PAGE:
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Federal Communications Commission
445 12th Street, S.W.
Washington, D.C. 20554
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Internet: http://www.fcc.gov
TTY: 202/418-2555

This is an unofficial announcement of Commission action. Release of the full text of a Commission order constitutes official action. See MCI v. FCC. 515 F 2d 385 (D.C. Circ 1974).

JUNE 10, 1999

Meribeth McCarrick at (202) 418-0654


Today, the Federal Communications Commission (FCC) adopted rules which more readily facilitate the use of "centralized trunking" by private wireless spectrum users. This action is another example of how the FCC is promoting spectrum efficiency through consolidation and better coordination of private wireless spectrum.

Centralized trunking is a practical and effective method of improving spectrum-use efficiency. Efficiencies are realized by a radio system's using multiple radio channels that are assigned to users by a computer that either assigns a user the first available channel or places the user in a queue to receive the next available channel. These revised rules, which more readily facilitate trunking, are part of the FCC's broader "Spectrum Refarming" proceeding. Spectrum Refarming began in 1991 when the FCC, noting that the number of licensees in the Private Land Mobile Radio (PLMR) services bands had grown dramatically, initiated a proceeding to consider service rules and technological proposals designed to improve the efficient use of this spectrum.

Specifics of today's action:

In response to several petitions for reconsideration of the Refarming Second Report and Order, the FCC released a Second Memorandum Opinion and Order (Second MO&O) in April 1999. There, the Commission affirmed its earlier action in which it did away with 20 discrete radio services and replaced them with two frequency pools: the public safety pool and the industrial/business pool. The Commission also affirmed and extended its decision to make certain special frequency coordination provisions for "quasi public safety entities." The Second MO&O reserved the issue of reconsideration of the rules affecting centralized trunking for a subsequent order. Today's Third Memorandum Opinion and Order (Third MO&O) addresses those issues. Specifically, in the Third MO&O, the FCC:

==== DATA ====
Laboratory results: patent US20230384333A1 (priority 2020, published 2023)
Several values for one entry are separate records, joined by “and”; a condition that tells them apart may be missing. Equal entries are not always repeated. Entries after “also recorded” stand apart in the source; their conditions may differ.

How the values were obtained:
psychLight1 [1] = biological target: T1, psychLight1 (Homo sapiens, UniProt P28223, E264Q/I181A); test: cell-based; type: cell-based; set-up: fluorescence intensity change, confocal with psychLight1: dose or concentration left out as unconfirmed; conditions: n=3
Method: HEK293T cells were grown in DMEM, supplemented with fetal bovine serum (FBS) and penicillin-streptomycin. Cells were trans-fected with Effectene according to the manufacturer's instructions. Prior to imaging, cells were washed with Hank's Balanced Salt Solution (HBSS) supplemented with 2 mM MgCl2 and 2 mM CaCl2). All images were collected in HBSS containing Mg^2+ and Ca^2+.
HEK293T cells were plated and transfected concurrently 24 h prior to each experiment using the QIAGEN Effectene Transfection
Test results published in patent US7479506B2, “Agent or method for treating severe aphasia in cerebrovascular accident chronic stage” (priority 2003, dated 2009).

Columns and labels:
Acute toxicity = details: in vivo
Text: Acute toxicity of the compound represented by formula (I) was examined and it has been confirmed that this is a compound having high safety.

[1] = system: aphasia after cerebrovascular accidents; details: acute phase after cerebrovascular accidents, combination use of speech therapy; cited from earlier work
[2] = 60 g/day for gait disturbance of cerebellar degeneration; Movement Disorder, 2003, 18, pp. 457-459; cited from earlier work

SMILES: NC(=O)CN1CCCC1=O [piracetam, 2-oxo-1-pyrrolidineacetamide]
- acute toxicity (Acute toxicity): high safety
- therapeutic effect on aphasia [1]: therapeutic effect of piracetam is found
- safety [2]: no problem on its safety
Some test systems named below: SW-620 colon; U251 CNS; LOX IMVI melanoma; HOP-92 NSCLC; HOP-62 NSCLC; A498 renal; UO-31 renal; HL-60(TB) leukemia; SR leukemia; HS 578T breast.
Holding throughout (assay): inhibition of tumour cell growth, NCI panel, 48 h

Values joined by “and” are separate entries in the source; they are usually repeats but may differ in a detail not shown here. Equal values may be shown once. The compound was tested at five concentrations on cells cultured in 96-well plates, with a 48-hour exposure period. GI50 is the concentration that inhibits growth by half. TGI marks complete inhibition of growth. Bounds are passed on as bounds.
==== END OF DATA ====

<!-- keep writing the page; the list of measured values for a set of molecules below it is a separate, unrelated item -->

• adopted new standards for when consent must be obtained from certain existing licensees when applications are filed for trunked operation on shared spectrum below 800 MHz;

  • relied on certified PLMR frequency coordinators to evaluate trunking proposals on shared spectrum, reserving to the FCC the right to resolve contested proposals;

  • established procedures for the processing of trunking proposals on shared spectrum intended to guard against submission of speculative applications;

  • affirmed that a trunking proponent must obtain consent from all --- not just a limited percentage --- of affected co-channel and adjacent channel licensees before filing an application specifying a trunked operation; and

  • imposed a ten channel limit on the number of channels that may be requested in an initial trunking application; but giving public safety entities flexibility to exceed that limit based on an appropriate showing of need.
Action by the Commission, June 10, 1999, by Third Memorandum Opinion and Order (FCC 99-138). Chairman Kennard, Commissioners Ness, Furchtgott-Roth, Powell and Tristani.

News Media contact: Meribeth McCarrick at 202-418-0654, TTY at (202) 418-7233, or e- mail at mmccarri@fcc.gov

Wireless Telecommunications Bureau contact: Michael Wilhelm at (202) 418-0680, TTY at (202) 418-7233, or e-mail at mwilhelm@fcc.gov

PR Docket No. 92-235
WT Report No. 99-15